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Health & Society Opinions

Health & Society Opinions

  • The psychology of saying sorry

    “Sometimes, the hurt is just too much; sometimes the pain goes so deep that you can’t let it go, and you can’t really expect or demand forgiveness from someone who has had a great deal of hurt.

    “There are a lot of barriers to an apology being good and effective, but sometimes an apology can be a genuine, healing part of a process between two people, or even two cultural groups.

    “There are a number of reasons why an apology might not be forthcoming. Sometimes it’s stubbornness, sometimes it’s pure insensitivity – the people just doesn’t have the awareness of the harm they’ve done – and sometimes it’s because the person feels a great deal or shame and guilt, so much so that they can’t get into a place from where they can offer an apology.

    “If someone who has been hurt can get to a point of forgiveness though, it can be for their benefit, not for the person who has caused the pain. That forgiveness is a good way for the victim to be able to heal and move on, so being in a place of forgiveness can be a good, positive thing for them.”

    Listen to the full broadcast at http://www.bbc.co.uk/programmes/p02202ry.

    Studying Psychology at Worcester opens up a world of possibilities. From Forensic to Developmental or Business Psychology, there’s a fascinating array of pathways available.

    Dr Peter Forster |

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  • Still a 'lot to discover' around the causes of dementia

    "It’s good that we’re talking about dementia again in the news, as that helps to raise awareness and increase understanding. Also, for some people who are living with dementia it could reduce the sense of isolation and stigma that living with dementia can sometimes bring.

    "I do think it’s important to sound a bit of a note of caution though.

    "Dr Simon Ridley, the Head of Research at Alzheimer’s UK, has said that, whilst this takes us forward quite a long way, there’s actually no certain way to prevent Alzheimer’s disease. There are also many cases that are not related to the risk factors that they’ve identified.

    "What does the research tell us about people who decide to change their lives in these ways yet still get Alzheimer’s disease? What does it tell us about people who are living with dementia already? I don’t think that the research gives many points towards addressing their situation. So whilst I think that it’s good news, there is that little note of caution there as well.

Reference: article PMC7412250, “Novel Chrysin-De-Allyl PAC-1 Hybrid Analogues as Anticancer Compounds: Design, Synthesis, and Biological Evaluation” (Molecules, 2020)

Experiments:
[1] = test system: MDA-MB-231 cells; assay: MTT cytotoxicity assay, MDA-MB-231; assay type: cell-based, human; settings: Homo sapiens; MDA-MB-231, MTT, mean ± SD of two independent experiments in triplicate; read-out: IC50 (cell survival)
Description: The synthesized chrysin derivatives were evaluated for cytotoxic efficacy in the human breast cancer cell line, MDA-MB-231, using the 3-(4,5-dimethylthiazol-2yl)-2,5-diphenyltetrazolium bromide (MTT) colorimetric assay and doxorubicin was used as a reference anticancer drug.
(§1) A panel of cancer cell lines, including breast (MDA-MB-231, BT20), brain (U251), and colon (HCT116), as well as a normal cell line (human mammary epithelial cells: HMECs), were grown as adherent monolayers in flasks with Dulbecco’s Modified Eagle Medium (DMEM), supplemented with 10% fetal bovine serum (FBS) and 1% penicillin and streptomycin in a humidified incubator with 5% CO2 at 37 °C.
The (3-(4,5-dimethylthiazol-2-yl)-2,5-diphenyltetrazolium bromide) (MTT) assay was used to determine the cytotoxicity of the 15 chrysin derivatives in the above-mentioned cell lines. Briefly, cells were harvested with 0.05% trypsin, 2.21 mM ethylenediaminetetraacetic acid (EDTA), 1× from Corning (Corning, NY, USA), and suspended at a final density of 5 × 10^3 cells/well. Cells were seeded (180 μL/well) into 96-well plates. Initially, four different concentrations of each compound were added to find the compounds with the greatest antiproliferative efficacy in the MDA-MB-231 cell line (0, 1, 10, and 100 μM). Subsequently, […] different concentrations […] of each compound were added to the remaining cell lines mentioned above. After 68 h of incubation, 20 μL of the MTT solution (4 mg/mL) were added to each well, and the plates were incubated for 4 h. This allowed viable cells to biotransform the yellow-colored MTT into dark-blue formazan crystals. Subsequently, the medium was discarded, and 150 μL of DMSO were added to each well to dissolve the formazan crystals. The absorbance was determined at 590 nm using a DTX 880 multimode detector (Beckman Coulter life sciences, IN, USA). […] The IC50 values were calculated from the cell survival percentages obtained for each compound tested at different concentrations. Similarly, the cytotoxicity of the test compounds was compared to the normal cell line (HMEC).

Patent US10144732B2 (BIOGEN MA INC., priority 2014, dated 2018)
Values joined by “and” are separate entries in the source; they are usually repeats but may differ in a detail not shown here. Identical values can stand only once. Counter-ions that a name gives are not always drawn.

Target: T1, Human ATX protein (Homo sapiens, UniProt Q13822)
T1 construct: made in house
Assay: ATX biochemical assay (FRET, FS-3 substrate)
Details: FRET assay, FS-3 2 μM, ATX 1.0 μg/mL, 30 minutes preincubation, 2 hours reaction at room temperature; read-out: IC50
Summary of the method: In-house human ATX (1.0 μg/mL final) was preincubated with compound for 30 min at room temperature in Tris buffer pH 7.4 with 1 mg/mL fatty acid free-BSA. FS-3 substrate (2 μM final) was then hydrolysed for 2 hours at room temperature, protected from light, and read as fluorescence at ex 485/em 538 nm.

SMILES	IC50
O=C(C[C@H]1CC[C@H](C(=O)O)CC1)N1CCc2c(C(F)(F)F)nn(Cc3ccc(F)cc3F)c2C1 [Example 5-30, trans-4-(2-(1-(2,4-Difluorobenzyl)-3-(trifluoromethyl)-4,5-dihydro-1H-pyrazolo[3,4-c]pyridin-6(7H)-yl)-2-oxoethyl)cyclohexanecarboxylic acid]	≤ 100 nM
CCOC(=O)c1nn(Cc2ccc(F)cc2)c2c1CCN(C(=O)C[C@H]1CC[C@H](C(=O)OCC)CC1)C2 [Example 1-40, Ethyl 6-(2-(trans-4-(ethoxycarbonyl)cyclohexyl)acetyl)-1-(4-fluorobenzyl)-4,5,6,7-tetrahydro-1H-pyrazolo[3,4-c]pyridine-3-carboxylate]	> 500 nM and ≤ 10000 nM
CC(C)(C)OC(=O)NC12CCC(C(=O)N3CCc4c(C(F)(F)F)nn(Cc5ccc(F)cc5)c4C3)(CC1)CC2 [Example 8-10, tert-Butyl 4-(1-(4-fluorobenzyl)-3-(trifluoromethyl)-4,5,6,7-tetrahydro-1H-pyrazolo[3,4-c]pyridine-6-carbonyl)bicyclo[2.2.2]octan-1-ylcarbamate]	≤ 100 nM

"What I would say is that there’s still a lot to discover about what causes dementia and how we prevent dementia, and I would never ever want to get into a situation where, indirectly, society starts blaming people for getting dementia, because it’s a much more complicated picture than that."

    Listen to the full broadcast on the BBC iPlayer at http://www.bbc.co.uk/programmes/p021y50c.

    Chris Russell |

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  • Why we still have work to do in becoming a truly 'inclusive' society

    Will Norman has represented Great Britain in blind football at two Paralympic Games: Beijing in 2008 and London 2012. He was introduced to the game by two University of Worcester lecturers, Glyn Harding and Dave Mycock, after joining the University’s Widening Participation team. He now works as a Copywriter at the University, and he balances this role with training alongside his international team-mates.

    “25 years ago, I tried out for the football team at my primary school. Sporting a lovely pair of Dunlop ‘green flash’, I tentatively pushed open the classroom door where the young hopefuls had been asked to convene. The derisory guffaws that drowned me in a wave of shame and embarrassment that day came from the teacher, not the kids. It was often like this at school. I had as many problems with the staff as I did with my peers when it came to my disability, and this was nowhere more pronounced than during the weekly torment of PE.”

    Read the full piece at http://ablemagazine.co.uk/disability-news/learning-lessons-about-disability-sport/

    Will Norman |

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